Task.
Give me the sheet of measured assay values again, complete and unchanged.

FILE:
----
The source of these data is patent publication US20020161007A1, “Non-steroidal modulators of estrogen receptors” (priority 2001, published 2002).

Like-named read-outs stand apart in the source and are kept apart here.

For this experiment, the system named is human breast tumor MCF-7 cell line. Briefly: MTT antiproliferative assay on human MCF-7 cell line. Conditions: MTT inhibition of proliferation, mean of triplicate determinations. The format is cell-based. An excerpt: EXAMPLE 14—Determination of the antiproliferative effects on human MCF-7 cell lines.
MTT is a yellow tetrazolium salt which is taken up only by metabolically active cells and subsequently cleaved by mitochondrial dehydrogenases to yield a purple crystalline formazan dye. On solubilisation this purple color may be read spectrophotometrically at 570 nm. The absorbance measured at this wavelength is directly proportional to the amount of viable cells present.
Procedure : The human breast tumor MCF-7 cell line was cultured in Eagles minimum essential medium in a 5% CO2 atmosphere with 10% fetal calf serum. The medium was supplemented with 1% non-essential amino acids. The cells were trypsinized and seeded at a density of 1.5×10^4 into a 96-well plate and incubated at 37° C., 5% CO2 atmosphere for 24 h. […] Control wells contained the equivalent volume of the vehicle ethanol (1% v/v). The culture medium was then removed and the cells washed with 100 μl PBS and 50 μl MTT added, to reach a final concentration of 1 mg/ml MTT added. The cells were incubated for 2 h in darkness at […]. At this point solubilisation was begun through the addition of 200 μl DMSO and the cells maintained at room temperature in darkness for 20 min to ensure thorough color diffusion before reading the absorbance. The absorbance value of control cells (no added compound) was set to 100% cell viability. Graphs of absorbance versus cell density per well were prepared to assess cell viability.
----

The source of these data is patent publication US20020161007A1, “Non-steroidal modulators of estrogen receptors” (priority 2001, published 2002).

Like-named read-outs stand apart in the source and are kept apart here.

For this experiment, the system named is human breast tumor MCF-7 cell line. Briefly: MTT antiproliferative assay on human MCF-7 cell line. Conditions: MTT inhibition of proliferation, mean of triplicate determinations. The format is cell-based. An excerpt: EXAMPLE 14—Determination of the antiproliferative effects on human MCF-7 cell lines.
MTT is a yellow tetrazolium salt which is taken up only by metabolically active cells and subsequently cleaved by mitochondrial dehydrogenases to yield a purple crystalline formazan dye. On solubilisation this purple color may be read spectrophotometrically at 570 nm. The absorbance measured at this wavelength is directly proportional to the amount of viable cells present.
Procedure : The human breast tumor MCF-7 cell line was cultured in Eagles minimum essential medium in a 5% CO2 atmosphere with 10% fetal calf serum. The medium was supplemented with 1% non-essential amino acids. The cells were trypsinized and seeded at a density of 1.5×10^4 into a 96-well plate and incubated at 37° C., 5% CO2 atmosphere for 24 h. […] Control wells contained the equivalent volume of the vehicle ethanol (1% v/v). The culture medium was then removed and the cells washed with 100 μl PBS and 50 μl MTT added, to reach a final concentration of 1 mg/ml MTT added. The cells were incubated for 2 h in darkness at […]. At this point solubilisation was begun through the addition of 200 μl DMSO and the cells maintained at room temperature in darkness for 20 min to ensure thorough color diffusion before reading the absorbance. The absorbance value of control cells (no added compound) was set to 100% cell viability. Graphs of absorbance versus cell density per well were prepared to assess cell viability.